Steven Spaznuk is an artist who dares to experiment with his art, flaming far ahead of all traditional mediums and drawing with fire. Using the flame of a candle, he creates a blazing trail of soot over the surface, controlling the imprint it leaves. In the diverse area of the arts, one knows to expect just about anything and everything, but rarely does one get the opportunity to see such a fine fusion of material and skill. The manner of execution results in breathtaking masterpieces, a mix of dusty, detailed yet surreal, almost natural perfection.
Spaznuk’s work may be considered the very symbol of evolution in drawing, known by his peers to never cower from pushing the limits. He began experimenting his talent with the flame in 2001 and has been perfecting his technique ever since. In his words, “For the past ten years, I have developed and perfected a unique technique that allows me to use the flame of a candle as a pencil to create my paintings with trails of soot.” However, no real challenge comes without its hurdles, even for a creative genius like Spaznuk. ““Of course the few first drawings I did back in 2001 caught on fire but I quickly went to thicker paper and now they never get to burn.”
Although Steven Spaznuk works closely with the destructive effects of fire, the very essence of his technique requires that the paper itself never be burnt, but only marked and imprinted with the soot left by the flame. This act of artistic expression reveals spellbinding works of art and genius as a result of magnificent discipline and control over the material and the will of his hands.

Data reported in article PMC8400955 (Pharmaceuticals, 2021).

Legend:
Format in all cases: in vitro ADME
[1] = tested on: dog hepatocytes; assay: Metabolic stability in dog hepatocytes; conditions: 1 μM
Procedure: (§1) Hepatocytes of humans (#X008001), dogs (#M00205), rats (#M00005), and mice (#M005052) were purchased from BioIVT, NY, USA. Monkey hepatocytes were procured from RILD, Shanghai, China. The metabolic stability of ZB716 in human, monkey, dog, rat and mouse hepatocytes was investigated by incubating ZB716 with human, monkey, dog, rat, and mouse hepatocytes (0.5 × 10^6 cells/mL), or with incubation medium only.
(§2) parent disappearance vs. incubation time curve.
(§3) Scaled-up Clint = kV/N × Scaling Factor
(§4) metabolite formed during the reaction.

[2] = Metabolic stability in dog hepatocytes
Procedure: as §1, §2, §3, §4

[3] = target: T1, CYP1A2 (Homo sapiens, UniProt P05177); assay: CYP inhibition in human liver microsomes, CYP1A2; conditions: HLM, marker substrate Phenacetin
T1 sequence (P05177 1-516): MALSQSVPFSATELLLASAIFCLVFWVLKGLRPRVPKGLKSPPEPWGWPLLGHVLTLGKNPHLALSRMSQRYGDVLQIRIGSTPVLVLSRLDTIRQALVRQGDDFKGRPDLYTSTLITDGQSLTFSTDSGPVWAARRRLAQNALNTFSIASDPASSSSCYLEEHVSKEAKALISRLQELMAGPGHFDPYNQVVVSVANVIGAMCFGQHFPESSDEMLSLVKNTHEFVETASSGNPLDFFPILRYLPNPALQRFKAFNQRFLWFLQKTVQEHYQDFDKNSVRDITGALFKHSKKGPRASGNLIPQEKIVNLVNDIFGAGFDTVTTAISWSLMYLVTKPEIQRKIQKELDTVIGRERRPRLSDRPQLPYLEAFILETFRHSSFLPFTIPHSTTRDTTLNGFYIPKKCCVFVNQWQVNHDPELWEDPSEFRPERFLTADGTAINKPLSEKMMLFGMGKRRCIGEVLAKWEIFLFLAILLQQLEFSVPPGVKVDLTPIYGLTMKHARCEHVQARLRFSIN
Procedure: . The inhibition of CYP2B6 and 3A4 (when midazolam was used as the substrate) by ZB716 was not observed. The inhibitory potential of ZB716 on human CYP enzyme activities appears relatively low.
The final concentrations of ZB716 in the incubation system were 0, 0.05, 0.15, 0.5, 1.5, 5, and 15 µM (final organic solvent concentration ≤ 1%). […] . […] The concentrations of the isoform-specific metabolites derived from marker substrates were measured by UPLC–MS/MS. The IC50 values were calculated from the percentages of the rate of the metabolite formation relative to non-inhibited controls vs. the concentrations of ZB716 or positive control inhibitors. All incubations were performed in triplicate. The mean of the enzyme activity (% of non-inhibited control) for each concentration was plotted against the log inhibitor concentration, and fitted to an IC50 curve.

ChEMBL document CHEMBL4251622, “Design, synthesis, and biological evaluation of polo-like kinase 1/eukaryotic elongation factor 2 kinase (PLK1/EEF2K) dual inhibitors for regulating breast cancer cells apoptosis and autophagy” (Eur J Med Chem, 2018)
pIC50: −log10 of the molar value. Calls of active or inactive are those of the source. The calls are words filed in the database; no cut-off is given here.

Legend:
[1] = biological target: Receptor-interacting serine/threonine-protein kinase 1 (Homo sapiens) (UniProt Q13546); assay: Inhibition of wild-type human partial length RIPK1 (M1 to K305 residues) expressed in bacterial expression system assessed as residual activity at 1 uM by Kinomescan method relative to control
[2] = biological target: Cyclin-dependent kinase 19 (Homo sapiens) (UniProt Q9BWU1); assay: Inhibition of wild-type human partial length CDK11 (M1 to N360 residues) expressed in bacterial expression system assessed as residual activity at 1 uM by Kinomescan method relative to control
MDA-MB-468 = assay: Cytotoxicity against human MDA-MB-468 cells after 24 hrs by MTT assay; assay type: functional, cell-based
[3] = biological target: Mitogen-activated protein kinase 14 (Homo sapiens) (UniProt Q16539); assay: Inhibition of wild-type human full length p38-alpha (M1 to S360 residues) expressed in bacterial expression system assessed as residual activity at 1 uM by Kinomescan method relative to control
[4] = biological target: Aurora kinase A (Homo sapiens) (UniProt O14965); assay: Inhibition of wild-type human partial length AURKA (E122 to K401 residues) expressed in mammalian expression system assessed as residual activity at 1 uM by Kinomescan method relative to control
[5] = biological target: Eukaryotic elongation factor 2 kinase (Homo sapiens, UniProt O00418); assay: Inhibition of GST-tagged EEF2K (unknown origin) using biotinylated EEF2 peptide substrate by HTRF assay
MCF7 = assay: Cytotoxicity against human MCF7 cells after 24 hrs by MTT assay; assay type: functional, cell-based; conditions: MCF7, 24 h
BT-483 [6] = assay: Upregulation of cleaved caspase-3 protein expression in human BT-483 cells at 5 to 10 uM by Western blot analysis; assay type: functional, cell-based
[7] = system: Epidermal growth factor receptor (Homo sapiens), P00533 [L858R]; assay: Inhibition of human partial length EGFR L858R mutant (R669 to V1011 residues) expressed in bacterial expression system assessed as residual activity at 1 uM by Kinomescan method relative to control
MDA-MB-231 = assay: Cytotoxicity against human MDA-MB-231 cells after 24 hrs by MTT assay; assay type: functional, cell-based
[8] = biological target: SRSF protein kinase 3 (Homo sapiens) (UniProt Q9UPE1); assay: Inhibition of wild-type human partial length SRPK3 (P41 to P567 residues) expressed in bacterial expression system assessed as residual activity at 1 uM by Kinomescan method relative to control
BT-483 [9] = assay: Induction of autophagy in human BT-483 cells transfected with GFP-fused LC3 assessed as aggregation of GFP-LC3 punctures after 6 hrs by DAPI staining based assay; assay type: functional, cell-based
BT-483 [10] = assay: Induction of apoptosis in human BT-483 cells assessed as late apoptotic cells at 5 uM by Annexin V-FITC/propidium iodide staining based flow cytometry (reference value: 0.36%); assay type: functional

A deep personal struggle motivated Spaznuk into creating his most compelling works of art. His girlfriend was suffering from Cancer, and during the time from when she was fighting the disease’s degenerative effects till the moment she miraculously survived that battle, Spaznuk lifted his work to a level such that would mirror her healing. When asked about his favorite work he said, “She went from deep shadows to emerge into light. When she lost her hair during her chemotherapy, I collected it and fashioned different brushes with which I scratched the light into her face, her eyes, for this portrait.” He found strength in his art in the strength the woman he loves found to survive, “she is reborn a warrior”.